the millennial/gen-z strategy
“Tell a subset of your population that they are entitled to economic security if they play by certain rules, provide them with four years of training in critical thinking and access to a world-class library — then deny them the opportunities they were promised, while affixing an anchor of debt around their necks — and you’ve got a recipe for a revolutionary vanguard.”
I’ve been thinking a lot about this article by Eric Levitz, published earlier this week, with the straightforward title “This One Chart Explains Why the Kids Back Bernie.” The chart (or rather, the stats that create the chart) are indeed explanatory:
(1) The unemployment rate among recent college graduates in the U.S. is now higher than our country’s overall unemployment rate for the first time in over two decades, (2) More than 40 percent of recent college graduates are working jobs that do not traditionally require a bachelor’s degree (while one in eight are stuck in posts that pay $25,000 or less), and (3) the median income among the bottom half of college graduates is roughly 10 percent lower than it was three decades ago.
This is the millennial (and Old Gen-Zer) reality: an “anchor of student debt,” as Levitz puts it, taken out in the hopes of achieving fabled economic security. But who convinced us that college was going to solve, well, everything? In the book I’m finally finished writing on millennial burnout (actual cover coming soon, I promise) I try to work through that question: how did we come to believe in “(the best) college at any cost”? (See also: grad school at any cost).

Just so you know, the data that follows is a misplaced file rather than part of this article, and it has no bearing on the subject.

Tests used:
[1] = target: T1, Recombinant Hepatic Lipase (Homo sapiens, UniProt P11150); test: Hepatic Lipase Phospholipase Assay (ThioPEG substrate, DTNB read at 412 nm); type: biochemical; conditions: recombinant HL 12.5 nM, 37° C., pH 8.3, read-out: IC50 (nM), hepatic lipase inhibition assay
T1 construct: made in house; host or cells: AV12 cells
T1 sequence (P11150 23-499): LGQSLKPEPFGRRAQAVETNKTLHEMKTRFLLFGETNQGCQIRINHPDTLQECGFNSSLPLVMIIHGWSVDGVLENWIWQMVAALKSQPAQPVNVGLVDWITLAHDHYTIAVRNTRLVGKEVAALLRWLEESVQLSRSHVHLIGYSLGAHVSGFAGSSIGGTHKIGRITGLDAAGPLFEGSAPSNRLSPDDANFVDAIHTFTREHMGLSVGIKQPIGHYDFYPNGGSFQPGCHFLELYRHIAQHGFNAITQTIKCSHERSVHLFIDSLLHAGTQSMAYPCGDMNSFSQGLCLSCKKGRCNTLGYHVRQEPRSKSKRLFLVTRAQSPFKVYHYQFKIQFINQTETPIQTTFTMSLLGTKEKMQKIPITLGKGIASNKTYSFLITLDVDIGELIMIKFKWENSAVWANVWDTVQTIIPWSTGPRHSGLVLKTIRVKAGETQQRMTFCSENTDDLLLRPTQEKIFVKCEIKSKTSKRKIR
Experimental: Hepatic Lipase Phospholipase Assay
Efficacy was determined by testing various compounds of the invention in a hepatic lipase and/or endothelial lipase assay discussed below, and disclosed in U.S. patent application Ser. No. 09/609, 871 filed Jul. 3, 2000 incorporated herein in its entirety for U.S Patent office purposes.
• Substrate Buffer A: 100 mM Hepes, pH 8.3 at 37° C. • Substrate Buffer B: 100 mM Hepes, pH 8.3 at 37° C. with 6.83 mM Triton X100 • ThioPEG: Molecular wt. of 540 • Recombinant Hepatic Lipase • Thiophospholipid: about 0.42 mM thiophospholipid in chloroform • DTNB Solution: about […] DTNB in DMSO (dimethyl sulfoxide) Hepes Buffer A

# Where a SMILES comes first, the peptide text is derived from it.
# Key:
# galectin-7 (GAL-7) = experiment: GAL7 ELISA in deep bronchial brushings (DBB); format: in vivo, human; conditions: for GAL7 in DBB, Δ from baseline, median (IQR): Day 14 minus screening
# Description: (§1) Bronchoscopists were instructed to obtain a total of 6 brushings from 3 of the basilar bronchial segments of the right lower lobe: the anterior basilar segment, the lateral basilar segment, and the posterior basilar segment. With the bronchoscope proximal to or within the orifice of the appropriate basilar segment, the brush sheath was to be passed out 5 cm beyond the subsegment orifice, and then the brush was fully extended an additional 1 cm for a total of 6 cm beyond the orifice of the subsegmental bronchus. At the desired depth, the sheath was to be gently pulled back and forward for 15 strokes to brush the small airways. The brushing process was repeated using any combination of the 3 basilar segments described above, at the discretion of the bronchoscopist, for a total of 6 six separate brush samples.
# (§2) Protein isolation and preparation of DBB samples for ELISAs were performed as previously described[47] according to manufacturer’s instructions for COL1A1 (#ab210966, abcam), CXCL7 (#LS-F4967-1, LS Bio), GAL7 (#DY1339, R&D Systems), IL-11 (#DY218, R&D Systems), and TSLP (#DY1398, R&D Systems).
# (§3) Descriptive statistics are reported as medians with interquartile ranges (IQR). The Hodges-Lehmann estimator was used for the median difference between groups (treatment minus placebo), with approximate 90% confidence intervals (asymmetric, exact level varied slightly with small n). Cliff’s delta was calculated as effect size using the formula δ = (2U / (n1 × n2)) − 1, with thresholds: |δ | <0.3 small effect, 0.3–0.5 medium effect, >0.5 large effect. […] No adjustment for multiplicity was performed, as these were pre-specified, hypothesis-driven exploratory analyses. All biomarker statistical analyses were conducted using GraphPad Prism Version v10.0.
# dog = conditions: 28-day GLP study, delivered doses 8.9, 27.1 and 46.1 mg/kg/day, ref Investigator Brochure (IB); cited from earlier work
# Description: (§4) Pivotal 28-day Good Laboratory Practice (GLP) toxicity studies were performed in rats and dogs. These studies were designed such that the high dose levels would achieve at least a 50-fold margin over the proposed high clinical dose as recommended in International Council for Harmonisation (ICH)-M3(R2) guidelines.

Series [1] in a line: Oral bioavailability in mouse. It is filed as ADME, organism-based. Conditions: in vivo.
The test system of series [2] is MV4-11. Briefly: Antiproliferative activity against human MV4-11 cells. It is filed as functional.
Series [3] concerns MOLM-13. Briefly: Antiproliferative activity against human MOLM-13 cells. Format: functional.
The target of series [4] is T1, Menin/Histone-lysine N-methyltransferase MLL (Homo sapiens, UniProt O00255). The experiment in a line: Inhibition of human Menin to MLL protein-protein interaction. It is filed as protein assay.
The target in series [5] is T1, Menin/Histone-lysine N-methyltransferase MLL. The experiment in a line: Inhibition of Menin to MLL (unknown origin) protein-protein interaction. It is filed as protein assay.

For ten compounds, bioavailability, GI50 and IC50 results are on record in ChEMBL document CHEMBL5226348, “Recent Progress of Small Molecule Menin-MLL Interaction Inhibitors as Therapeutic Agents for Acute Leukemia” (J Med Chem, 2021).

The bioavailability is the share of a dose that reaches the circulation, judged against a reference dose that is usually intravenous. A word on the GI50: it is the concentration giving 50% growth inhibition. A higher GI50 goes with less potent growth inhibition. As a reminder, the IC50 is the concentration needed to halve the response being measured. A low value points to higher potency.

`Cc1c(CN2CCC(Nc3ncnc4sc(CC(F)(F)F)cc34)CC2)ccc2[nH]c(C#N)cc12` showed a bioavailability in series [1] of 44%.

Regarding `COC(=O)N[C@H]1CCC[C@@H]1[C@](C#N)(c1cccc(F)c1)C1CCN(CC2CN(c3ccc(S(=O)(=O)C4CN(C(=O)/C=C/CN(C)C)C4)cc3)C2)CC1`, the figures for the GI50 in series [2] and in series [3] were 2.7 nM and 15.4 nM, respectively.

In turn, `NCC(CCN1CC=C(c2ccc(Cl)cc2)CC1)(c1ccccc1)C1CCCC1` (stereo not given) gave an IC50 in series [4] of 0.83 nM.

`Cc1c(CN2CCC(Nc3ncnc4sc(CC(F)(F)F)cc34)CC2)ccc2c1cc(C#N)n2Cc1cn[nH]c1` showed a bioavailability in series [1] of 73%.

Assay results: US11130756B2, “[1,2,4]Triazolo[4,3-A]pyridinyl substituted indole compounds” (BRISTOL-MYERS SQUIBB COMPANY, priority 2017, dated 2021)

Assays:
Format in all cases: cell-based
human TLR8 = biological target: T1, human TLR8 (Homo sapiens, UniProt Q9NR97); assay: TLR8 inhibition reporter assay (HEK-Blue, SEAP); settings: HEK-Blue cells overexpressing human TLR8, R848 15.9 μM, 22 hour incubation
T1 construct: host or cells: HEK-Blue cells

A lot of the answer can be traced to “the education gospel,” a term coined by an economist (W. Norton Grubb) and a sociologist (Marvin Laverson) to describe the nexus of ideologies (about the future of America and democracy; about how to beat the USSR, then Japan, then China; about how the economy could replace the manufacturing jobs displaced by globalization) that undergird “college at any cost.”
Grubb and Laverson chose the word “gospel” to evoke just how ideological integrated — how naturalized — the idea had become. Of course more education is better than less education; of course you should go to college by any means necessary — even when the costs of that college outweigh the benefits, despite increasing evidence that college is not “worth” its cost for those who drop-out, or for those who come from lower-class backgrounds. They point to a study from the National Commission on the High School Senior year, released in 2001: “In the agricultural age, post-secondary college was a pipe dream for most Americans,” it declared. “In the Industrial Age, it was the birthright of only a few. By the space age it became common for many. Today, it is just common sense for all.”
The roots of this “common sense” go back to the mid-20th century, when the government decided to create the grant and loan programs that made it much, much easier for people to go to college. In 1947, 4.2% of women and 6.2% of men had a college degree; in 2018, those numbers had risen to 35.3% and 34.6% — but that’s of the entire population. A more useful statistic is the percentage of high school graduates who immediately enroll in college: which, in 2016, was 69.7%.